Friday, November 03, 2006

The Road to Guantanamo - coming soon

Movie posters for "the Road to Guantanamo" are being plastered everywhere across Melbourne's mostly left-wing independent cinemas, who are always eager to screen any Michael Moore trash, Al Gore panic-mongering film about global warming or anti-capitalist documentary.

After seeing this film at the Berlin film festival, Amnesty International put their foot in their mouth and claimed that "surely, Guantanamo is the gulag of our times". Leftists everywhere, especially those who are already opposed to the war on terror, are up in arms as if this is proof that the entire war is about capturing and torturing innocent muslims. The film only focusses on the three British Muslims who flew to Pakistan for a wedding, decided to take a side-trip to Afghanistan, were captured on the front lines during the war between the Northern Alliance and the Taliban and then later transferred to US custody.

But honestly, this film gives no thought to the hundreds of other detainees at Guantanamo, undoubtedly many of which are members of Al-Qaeda and other terrorist groups. In fact, the story of the 3 British-Pakistani Muslims in this film, known as the Tipton 3, sounds a bit fishy to me.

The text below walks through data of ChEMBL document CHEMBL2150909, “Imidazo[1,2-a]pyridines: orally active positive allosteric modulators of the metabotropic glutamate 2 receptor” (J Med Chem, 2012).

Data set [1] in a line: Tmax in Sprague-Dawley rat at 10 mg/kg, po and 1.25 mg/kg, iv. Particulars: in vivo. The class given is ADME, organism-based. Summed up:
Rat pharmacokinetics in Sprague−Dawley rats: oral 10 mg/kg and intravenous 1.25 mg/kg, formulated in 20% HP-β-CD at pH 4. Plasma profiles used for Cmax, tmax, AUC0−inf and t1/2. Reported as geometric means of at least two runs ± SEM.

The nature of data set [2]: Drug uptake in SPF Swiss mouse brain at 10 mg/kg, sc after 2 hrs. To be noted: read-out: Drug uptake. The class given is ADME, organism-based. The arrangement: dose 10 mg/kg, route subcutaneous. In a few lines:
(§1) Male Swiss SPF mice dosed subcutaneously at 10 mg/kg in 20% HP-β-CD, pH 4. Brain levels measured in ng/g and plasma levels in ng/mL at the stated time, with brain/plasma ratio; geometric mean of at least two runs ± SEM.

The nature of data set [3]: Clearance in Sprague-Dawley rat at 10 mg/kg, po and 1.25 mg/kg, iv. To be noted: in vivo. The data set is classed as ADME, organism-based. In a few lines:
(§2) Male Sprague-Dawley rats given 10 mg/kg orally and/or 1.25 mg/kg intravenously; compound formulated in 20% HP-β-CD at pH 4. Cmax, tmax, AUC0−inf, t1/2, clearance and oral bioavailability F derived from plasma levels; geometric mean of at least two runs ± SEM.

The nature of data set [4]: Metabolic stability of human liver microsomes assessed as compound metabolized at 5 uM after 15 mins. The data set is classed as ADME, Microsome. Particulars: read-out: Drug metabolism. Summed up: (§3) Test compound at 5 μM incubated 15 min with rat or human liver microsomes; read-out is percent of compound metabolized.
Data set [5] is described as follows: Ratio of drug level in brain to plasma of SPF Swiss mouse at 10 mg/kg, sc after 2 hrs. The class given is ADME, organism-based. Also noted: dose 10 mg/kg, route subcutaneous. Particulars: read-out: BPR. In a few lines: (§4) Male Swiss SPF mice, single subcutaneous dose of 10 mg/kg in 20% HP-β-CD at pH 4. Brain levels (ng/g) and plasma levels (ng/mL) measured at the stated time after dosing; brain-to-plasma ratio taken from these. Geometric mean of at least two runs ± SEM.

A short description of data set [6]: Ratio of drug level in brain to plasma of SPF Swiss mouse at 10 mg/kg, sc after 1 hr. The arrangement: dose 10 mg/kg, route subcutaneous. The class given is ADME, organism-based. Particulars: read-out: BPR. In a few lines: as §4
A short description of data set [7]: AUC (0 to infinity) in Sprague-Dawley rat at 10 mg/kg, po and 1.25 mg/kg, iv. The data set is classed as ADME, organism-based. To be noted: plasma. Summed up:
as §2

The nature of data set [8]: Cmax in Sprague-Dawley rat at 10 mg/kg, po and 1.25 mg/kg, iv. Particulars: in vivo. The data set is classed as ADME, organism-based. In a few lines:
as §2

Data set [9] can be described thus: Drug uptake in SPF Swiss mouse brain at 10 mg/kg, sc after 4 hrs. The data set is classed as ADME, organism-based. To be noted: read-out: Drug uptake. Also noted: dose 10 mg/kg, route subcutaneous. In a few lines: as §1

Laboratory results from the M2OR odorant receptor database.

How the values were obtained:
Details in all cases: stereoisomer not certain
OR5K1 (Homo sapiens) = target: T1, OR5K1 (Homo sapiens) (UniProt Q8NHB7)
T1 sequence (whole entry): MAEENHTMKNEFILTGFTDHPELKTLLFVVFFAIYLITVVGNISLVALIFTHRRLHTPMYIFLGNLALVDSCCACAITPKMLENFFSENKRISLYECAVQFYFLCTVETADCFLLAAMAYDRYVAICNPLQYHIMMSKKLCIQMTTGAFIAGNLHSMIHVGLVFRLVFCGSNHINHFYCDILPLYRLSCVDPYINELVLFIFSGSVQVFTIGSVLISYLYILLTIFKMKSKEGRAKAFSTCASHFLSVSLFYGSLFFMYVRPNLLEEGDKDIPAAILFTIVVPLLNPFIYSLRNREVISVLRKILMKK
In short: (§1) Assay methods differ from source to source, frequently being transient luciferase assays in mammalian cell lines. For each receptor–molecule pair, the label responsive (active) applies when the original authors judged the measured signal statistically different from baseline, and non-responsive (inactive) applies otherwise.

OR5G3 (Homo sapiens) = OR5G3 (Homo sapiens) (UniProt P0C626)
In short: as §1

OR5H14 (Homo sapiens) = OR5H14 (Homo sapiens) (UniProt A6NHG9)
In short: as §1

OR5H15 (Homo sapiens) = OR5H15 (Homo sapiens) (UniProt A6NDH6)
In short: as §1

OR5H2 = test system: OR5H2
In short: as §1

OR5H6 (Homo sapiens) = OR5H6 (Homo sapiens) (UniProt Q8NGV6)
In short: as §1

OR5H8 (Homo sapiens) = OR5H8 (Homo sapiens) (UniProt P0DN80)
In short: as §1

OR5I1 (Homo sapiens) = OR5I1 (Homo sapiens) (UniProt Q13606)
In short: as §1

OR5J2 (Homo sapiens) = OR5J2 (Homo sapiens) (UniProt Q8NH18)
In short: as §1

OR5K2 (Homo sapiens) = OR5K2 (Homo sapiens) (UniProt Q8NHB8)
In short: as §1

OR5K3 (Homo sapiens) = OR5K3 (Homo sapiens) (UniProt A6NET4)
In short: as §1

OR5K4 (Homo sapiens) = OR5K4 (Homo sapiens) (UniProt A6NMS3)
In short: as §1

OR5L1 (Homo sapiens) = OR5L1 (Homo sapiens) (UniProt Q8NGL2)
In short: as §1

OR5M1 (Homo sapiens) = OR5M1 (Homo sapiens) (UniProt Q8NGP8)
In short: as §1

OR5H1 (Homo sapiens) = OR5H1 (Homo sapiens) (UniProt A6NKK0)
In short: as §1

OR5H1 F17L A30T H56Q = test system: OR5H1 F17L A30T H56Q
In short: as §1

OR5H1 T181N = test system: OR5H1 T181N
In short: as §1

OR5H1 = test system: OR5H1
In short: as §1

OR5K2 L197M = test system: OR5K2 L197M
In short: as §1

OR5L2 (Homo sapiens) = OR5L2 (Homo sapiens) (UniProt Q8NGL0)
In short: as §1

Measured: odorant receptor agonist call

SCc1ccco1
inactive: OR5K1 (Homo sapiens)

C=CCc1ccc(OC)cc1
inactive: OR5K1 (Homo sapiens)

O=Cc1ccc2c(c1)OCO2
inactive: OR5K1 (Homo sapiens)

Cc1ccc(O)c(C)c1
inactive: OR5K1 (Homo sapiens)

The American Spectator has the details:

That's if they are innocent. I must say that the three men's story sounds a bit thin to me. They were in Pakistan for a wedding and just decided one day to take a trip up to Afghanistan where they were "basically just chilling out"? They could hardly not have known that American warplanes were bombing the hell out of the place at the time, yet they just wanted to play tourist? Then, when they got scared and wanted to return to Pakistan, a sinister and unknown bus driver took them in the opposite direction, toward the front line. It all sounds just the tiniest bit fishy to me.
Dean Esmay, who considers himself a liberal and is usually balanced in his opinions, is also a skeptic:
Here's the timeline as I remember it. I invite you to check me on any of this:
1) America is struck on September.

2) On September 20th, the world was put on notice that the Taliban was given a set of absolute non-negotiable demands or would face military action.

October 7 2001, air attacks on Afghanistan begin, and six weeks later on NOVEMBER 25, 2001, U.S. ground forces invade Afghanistan and begin taking prisoners.

And these three carefree lads just happened to be there on or after November 25 for that wedding, and accidentally got taken prisoner eh?
So my conclusion is that the film-makers were far too eager to create a work of fiction that sways viewers (propaganda) rather than doing a well researched and balanced documentary. All the key facts that contradict their one-sided narrative are conveniently omitted.